Once I've given the curls a few minutes to cool, I finger comb them out a little, and spray them with the Biggie Maxxed Out hairspray. I really like this hairspray, even though it's on the expensive side. Not only does the use of hot rollers make my hair feel a lot softer than a curling iron, this pump hairspray holds way better than aerosol in humidity, and is a lot less crunchy.
The final results of my standard curls with rollers: lots of curl that lasts even outside in North Carolina!
So, that's how I get my standard curls. But I've been experimenting with another hot roller technique, bouncy waves, i.e. curls/waves that start higher up your strands of hair.
Normally, I'd start the same way, with root boost and curl construct mousse before blow drying. Although for the purposes of these pictures, I just brushed out day-old curls to start.
So here is where the tricky part comes in. To get waves that start up higher with hot rollers, you have to grab your strand of hair about 1/3rd of the way down from the roots, hold the roller there, and use your other hand to wrap the strand of hair around the roller all the way down to the tips. Then you roll it up the top 1/3rd to your head and clip into place. Basically, what this does is expose more heat to the hair in the middle of your strands of hair, instead of like in the standard curls method where you roll from the bottom, which concentrates the heat exposure on the tips. So you get curls that start higher up, and look more like waves.
Here's a photo of me mid-wrap using this technique.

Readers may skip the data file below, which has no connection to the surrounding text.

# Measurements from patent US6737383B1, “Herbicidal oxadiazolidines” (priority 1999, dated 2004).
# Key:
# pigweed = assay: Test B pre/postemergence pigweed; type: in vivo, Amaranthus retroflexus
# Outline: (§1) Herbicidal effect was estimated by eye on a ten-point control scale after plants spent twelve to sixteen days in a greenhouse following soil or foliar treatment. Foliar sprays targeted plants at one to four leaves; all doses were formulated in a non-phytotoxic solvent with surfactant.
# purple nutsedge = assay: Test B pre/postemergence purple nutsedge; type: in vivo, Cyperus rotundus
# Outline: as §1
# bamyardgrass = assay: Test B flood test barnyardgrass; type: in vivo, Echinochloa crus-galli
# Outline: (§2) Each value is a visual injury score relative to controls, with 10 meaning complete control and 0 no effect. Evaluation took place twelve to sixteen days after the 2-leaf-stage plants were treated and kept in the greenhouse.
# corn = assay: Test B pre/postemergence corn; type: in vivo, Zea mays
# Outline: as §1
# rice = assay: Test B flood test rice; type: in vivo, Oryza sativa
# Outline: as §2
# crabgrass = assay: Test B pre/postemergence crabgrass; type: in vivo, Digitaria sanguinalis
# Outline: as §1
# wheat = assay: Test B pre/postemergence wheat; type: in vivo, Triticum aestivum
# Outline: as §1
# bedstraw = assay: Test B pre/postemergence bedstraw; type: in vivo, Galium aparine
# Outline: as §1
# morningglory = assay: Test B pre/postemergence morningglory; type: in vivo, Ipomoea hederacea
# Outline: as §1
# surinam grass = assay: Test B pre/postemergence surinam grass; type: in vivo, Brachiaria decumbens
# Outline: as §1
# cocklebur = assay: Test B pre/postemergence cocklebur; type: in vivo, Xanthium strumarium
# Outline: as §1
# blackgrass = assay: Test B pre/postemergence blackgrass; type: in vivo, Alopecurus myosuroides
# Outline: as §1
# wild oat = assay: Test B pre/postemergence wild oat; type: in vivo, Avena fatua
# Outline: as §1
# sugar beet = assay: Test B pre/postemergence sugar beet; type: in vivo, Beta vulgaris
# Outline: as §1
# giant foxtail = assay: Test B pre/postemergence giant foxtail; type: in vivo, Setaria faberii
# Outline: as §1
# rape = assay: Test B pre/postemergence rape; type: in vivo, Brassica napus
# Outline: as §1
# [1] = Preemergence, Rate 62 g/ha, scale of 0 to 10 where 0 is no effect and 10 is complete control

And to make it even more clear, here's a gif, since I know a lot of people can't watch videos at work (don't deny it, I know everyone reads blogs at work ;) !)
With this bouncy wavy technique, I still roll my hair away from my face, and also leave them in for 20-30 minutes. And I still carefully unroll my hair, away from my face, but now you can see that the curls start a lot higher than with the standard curl technique.
So much bouncier than the last version, look how short my hair is, fresh out of the rollers. And the curlier you start with, the longer your curl is going to last overall.
I let my hair cool completely here too, before gently finger combing it (again, this is really important, if you brush your curls out when they're still warm, they won't hold as well).
But with the waves I like to spritz my hair with the Maxxed Out spray...
And then "scrunch" my hair up. This helps the hairspray hold the waves even better.
It's also really important, with any hot curling technique, to spray the bottom layer of your hair. The bottom layer is next to your body, getting hot all day, so the curls naturally don't want to hold as well, and extra spraying helps a lot.
And done! Bouncy waves, with about 10 minutes of actual work (5 minutes to put the rollers in, about 3 minutes to take them out, and 2 minutes to finger comb, spray and scrunch).
So there you go. My tips on how I've been getting my curly hair to last in the heat and humidity of the east coast!
And in case you're curious, after sleeping on my wavy hair, it's still pretty much good to go the next day (I can only wash my hair every other day, or it gets dried out). I just gently finger comb it with a small amount of Pureology Shine and Control DryShine Styler, to tame the flyaways and frizz, for a more relaxed wavy look.
Have you ever experimented with hot rollers before?